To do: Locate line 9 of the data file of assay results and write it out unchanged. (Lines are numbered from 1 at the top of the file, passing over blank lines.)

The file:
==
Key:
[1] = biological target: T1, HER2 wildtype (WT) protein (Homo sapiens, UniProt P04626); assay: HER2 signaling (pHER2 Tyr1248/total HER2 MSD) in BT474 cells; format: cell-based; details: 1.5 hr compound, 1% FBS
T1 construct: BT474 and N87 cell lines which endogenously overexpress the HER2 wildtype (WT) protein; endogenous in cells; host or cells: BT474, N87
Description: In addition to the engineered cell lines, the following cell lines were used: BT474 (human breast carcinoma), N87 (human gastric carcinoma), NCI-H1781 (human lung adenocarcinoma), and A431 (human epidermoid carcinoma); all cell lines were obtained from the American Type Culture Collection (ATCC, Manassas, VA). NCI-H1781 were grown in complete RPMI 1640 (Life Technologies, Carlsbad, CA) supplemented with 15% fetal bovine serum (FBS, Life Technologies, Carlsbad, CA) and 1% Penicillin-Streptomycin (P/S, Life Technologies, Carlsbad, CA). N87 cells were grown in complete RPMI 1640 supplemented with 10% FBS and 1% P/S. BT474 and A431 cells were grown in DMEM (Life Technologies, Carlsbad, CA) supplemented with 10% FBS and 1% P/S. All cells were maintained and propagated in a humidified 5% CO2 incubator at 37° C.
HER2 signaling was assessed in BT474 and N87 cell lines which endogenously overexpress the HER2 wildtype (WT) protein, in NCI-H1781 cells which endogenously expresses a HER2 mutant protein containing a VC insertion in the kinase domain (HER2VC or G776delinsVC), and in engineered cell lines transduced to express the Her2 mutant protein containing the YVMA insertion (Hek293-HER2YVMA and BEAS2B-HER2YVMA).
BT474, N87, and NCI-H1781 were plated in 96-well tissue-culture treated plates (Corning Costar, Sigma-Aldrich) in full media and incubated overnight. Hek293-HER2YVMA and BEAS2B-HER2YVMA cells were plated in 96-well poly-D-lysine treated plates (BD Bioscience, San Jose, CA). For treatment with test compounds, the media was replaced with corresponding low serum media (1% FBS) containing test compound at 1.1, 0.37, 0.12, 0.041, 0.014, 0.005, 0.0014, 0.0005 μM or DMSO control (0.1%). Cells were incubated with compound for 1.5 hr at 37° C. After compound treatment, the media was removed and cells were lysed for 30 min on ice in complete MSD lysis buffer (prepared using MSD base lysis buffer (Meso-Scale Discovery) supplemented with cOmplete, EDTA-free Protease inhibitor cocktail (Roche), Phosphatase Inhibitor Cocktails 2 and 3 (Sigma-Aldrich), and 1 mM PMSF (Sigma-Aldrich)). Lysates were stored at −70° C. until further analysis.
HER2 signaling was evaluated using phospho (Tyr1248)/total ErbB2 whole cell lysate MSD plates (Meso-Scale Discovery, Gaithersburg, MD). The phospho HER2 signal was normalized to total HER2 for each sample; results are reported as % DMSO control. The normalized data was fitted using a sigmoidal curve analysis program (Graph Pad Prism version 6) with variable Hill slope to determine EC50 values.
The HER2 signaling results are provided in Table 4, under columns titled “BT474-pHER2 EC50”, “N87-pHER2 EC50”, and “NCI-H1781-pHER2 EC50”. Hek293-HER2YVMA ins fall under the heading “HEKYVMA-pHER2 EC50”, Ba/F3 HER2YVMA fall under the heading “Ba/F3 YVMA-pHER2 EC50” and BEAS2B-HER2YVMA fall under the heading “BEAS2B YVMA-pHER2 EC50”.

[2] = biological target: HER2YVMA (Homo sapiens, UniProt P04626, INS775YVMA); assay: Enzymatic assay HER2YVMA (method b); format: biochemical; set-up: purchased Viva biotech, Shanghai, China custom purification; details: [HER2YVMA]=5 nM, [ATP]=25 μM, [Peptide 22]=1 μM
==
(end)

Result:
[2] = biological target: HER2YVMA (Homo sapiens, UniProt P04626, INS775YVMA); assay: Enzymatic assay HER2YVMA (method b); format: biochemical; set-up: purchased Viva biotech, Shanghai, China custom purification; details: [HER2YVMA]=5 nM, [ATP]=25 μM, [Peptide 22]=1 μM